Government Consent Required. Last but not least, the Data Security Law has made it clear that domestic individuals and entities storing data in the PRC may not provide such data to foreign judicial or enforcement agencies without Chinese regulator’s prior approval. Multinational corporations with presences in the PRC should take into consideration this rule and evaluate its impact before responding to foreign judicial or enforcement agencies, as their compliance with a foreign court request or order for documents might put them in violation of the PRC law, which would result in penalties as stated below.
Penalties for Violating Data Security Law. The Data Security Law sets out a series of penalties for violations. Depending on the seriousness of the relevant violations, regulators may impose fines ranging from RMB 100,000 to RMB 10 million. If the violation is serious, regulators may order the violators to suspend or even revoke the business license.
Penalties for Violating Personal Information Protection Law. The Personal Information Protection Law also sets out a series of penalties for violation. Depending on the seriousness of the relevant violations, regulators may confiscate illegal gains and impose fines ranging from RMB 1 million to RMB 50 million or 5% of annual business turnover for the previous year. If the violation is serious, regulators may also order to suspend or even revoke the business license. Apart from administrative penalties, it is worth noting that the Personal Information Protection Law shifts the burden of proof to processors (i.e., defendants) in civil actions – if a personal data processor gets sued for allegedly infringement of an individual’ rights and interests in personal information and fails to prove that it was not at fault, it shall be liable for damages.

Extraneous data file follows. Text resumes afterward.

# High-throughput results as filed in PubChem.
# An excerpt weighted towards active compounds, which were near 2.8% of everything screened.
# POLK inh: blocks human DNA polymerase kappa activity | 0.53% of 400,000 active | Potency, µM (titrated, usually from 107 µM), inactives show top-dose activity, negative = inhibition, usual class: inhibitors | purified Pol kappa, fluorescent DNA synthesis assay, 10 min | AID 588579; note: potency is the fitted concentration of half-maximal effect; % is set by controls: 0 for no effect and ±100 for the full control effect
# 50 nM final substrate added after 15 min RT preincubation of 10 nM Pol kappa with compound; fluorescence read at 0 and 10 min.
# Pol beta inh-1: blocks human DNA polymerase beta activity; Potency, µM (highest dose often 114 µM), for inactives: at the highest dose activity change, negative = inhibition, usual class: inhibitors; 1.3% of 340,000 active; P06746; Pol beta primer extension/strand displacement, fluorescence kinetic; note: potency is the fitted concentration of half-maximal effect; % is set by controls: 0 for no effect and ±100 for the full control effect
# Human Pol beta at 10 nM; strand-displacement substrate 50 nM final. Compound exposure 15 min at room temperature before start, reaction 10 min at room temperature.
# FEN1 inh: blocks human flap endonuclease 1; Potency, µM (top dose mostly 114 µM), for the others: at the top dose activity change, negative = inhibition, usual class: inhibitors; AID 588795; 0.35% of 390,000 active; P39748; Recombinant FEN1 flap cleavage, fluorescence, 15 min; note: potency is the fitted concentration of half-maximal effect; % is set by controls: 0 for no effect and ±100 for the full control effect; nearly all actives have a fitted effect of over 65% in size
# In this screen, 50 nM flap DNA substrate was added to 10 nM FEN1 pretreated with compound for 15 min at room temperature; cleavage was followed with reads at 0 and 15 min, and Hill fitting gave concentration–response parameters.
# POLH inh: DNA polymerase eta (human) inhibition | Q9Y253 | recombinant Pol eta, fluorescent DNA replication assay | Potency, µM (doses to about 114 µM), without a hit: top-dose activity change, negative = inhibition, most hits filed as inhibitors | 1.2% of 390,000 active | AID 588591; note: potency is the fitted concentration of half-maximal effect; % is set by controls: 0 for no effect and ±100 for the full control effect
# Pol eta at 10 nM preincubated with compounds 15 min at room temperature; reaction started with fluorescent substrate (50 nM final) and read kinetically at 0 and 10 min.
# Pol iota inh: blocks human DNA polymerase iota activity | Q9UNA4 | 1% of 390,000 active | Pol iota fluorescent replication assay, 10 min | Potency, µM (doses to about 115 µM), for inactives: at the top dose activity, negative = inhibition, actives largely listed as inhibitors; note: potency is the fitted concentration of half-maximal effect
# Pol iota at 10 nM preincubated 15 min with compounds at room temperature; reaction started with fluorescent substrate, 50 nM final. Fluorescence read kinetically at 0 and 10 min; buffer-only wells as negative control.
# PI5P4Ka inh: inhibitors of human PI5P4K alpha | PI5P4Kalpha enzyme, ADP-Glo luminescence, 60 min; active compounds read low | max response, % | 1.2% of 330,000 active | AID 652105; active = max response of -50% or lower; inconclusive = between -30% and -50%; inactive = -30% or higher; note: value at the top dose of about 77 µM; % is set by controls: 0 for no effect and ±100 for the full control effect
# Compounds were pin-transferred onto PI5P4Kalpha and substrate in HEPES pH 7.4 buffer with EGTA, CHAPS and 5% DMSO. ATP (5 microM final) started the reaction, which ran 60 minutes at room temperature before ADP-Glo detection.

It is recommended that multinational companies with businesses or operations in the PRC keep up with the latest developmental trends on data and privacy laws in the PRC and seek expert advice when establishing or modifying their information policies and strategies, taking into account the different business models they adopt or pursue and the nature of the data that is transmitted or exchanged during their operational activities. We should also keep in mind that in addition to data and privacy laws, there are other layers of Chinese regulations that may impact data processing activities, such as the PRC cybersecurity review measures and the regulations governing cross-border transfer of Chinese human genetic resources, in particular how these regulations overlap with each other and whether approvals by one regulatory agency could constitute approvals under other regulations too.
Goodwin Procter LLP and its affiliates have offices in the U.S., England, France, Germany, Hong Kong and Luxembourg, and do not practice PRC law. The information contained in this publication is based upon the current understanding of Goodwin lawyers active in the firm’s Asia practice.